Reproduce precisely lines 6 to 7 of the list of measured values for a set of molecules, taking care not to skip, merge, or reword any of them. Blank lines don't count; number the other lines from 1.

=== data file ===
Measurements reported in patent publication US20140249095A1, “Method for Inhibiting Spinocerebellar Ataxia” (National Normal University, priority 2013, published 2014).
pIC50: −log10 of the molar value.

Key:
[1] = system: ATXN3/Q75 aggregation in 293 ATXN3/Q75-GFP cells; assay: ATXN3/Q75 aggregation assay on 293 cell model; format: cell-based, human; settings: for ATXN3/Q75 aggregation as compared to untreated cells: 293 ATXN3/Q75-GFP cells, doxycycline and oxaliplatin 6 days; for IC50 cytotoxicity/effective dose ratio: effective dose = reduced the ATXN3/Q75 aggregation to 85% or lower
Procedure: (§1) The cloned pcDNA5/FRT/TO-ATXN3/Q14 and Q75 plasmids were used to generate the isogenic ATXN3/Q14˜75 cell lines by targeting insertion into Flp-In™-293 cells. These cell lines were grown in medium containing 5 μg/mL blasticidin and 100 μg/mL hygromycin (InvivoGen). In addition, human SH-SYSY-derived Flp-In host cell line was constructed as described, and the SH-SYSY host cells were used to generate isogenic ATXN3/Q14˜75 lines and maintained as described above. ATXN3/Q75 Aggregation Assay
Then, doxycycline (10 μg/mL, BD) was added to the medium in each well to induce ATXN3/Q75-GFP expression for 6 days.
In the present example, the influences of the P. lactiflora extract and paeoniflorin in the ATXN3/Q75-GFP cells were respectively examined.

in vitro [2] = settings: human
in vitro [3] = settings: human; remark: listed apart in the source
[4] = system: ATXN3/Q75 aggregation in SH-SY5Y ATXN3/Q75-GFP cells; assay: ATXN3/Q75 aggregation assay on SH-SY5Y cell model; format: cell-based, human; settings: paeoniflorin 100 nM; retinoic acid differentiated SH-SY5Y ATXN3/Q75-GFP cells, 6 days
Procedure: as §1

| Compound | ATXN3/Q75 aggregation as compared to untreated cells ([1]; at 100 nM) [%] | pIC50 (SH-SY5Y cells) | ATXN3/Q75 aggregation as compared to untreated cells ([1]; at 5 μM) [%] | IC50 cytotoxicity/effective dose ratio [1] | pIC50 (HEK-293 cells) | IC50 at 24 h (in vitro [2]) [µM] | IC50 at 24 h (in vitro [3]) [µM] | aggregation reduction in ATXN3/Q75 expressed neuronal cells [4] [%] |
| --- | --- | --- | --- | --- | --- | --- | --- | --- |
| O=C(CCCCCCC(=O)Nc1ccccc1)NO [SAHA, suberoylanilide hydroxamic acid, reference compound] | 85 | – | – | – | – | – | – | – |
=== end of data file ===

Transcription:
Then, doxycycline (10 μg/mL, BD) was added to the medium in each well to induce ATXN3/Q75-GFP expression for 6 days.
In the present example, the influences of the P. lactiflora extract and paeoniflorin in the ATXN3/Q75-GFP cells were respectively examined.